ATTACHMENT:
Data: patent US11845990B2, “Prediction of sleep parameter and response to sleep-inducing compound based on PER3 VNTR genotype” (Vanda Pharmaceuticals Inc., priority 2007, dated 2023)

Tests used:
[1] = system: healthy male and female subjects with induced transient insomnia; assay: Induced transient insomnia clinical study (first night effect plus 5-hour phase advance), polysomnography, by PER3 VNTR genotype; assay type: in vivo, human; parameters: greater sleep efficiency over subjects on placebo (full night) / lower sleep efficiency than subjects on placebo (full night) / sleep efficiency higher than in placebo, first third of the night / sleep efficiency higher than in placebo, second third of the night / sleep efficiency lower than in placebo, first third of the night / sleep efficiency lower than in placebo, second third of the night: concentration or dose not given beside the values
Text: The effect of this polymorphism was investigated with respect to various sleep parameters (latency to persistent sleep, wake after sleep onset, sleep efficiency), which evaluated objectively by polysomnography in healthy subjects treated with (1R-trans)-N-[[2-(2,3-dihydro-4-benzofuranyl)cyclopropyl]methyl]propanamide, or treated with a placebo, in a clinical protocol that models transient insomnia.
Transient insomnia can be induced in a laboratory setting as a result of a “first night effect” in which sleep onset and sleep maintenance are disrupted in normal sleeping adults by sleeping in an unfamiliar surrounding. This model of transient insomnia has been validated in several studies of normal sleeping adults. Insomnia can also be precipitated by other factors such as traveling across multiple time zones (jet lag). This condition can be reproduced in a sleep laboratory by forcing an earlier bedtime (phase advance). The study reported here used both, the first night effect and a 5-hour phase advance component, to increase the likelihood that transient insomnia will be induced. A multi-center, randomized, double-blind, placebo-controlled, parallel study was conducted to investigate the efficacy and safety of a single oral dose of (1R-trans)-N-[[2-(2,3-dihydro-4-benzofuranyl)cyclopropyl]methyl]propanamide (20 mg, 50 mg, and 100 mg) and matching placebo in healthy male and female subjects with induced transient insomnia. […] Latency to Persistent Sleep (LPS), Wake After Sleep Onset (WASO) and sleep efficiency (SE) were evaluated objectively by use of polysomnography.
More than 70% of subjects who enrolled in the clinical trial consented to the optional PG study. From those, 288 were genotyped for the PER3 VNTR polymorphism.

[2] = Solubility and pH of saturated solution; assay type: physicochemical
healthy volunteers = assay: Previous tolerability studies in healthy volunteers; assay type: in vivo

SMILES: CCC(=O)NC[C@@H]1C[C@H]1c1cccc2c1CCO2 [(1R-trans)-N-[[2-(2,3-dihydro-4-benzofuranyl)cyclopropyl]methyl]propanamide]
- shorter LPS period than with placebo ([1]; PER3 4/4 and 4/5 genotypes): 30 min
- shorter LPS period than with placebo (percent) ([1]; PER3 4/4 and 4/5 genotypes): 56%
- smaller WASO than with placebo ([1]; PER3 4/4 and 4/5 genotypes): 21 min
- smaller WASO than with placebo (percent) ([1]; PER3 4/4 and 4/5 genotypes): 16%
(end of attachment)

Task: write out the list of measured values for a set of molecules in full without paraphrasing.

Data: patent US11845990B2, “Prediction of sleep parameter and response to sleep-inducing compound based on PER3 VNTR genotype” (Vanda Pharmaceuticals Inc., priority 2007, dated 2023)

Tests used:
[1] = system: healthy male and female subjects with induced transient insomnia; assay: Induced transient insomnia clinical study (first night effect plus 5-hour phase advance), polysomnography, by PER3 VNTR genotype; assay type: in vivo, human; parameters: greater sleep efficiency over subjects on placebo (full night) / lower sleep efficiency than subjects on placebo (full night) / sleep efficiency higher than in placebo, first third of the night / sleep efficiency higher than in placebo, second third of the night / sleep efficiency lower than in placebo, first third of the night / sleep efficiency lower than in placebo, second third of the night: concentration or dose not given beside the values
Text: The effect of this polymorphism was investigated with respect to various sleep parameters (latency to persistent sleep, wake after sleep onset, sleep efficiency), which evaluated objectively by polysomnography in healthy subjects treated with (1R-trans)-N-[[2-(2,3-dihydro-4-benzofuranyl)cyclopropyl]methyl]propanamide, or treated with a placebo, in a clinical protocol that models transient insomnia.
Transient insomnia can be induced in a laboratory setting as a result of a “first night effect” in which sleep onset and sleep maintenance are disrupted in normal sleeping adults by sleeping in an unfamiliar surrounding. This model of transient insomnia has been validated in several studies of normal sleeping adults. Insomnia can also be precipitated by other factors such as traveling across multiple time zones (jet lag). This condition can be reproduced in a sleep laboratory by forcing an earlier bedtime (phase advance). The study reported here used both, the first night effect and a 5-hour phase advance component, to increase the likelihood that transient insomnia will be induced. A multi-center, randomized, double-blind, placebo-controlled, parallel study was conducted to investigate the efficacy and safety of a single oral dose of (1R-trans)-N-[[2-(2,3-dihydro-4-benzofuranyl)cyclopropyl]methyl]propanamide (20 mg, 50 mg, and 100 mg) and matching placebo in healthy male and female subjects with induced transient insomnia. […] Latency to Persistent Sleep (LPS), Wake After Sleep Onset (WASO) and sleep efficiency (SE) were evaluated objectively by use of polysomnography.
More than 70% of subjects who enrolled in the clinical trial consented to the optional PG study. From those, 288 were genotyped for the PER3 VNTR polymorphism.

[2] = Solubility and pH of saturated solution; assay type: physicochemical
healthy volunteers = assay: Previous tolerability studies in healthy volunteers; assay type: in vivo

SMILES: CCC(=O)NC[C@@H]1C[C@H]1c1cccc2c1CCO2 [(1R-trans)-N-[[2-(2,3-dihydro-4-benzofuranyl)cyclopropyl]methyl]propanamide]
- shorter LPS period than with placebo ([1]; PER3 4/4 and 4/5 genotypes): 30 min
- shorter LPS period than with placebo (percent) ([1]; PER3 4/4 and 4/5 genotypes): 56%
- smaller WASO than with placebo ([1]; PER3 4/4 and 4/5 genotypes): 21 min
- smaller WASO than with placebo (percent) ([1]; PER3 4/4 and 4/5 genotypes): 16%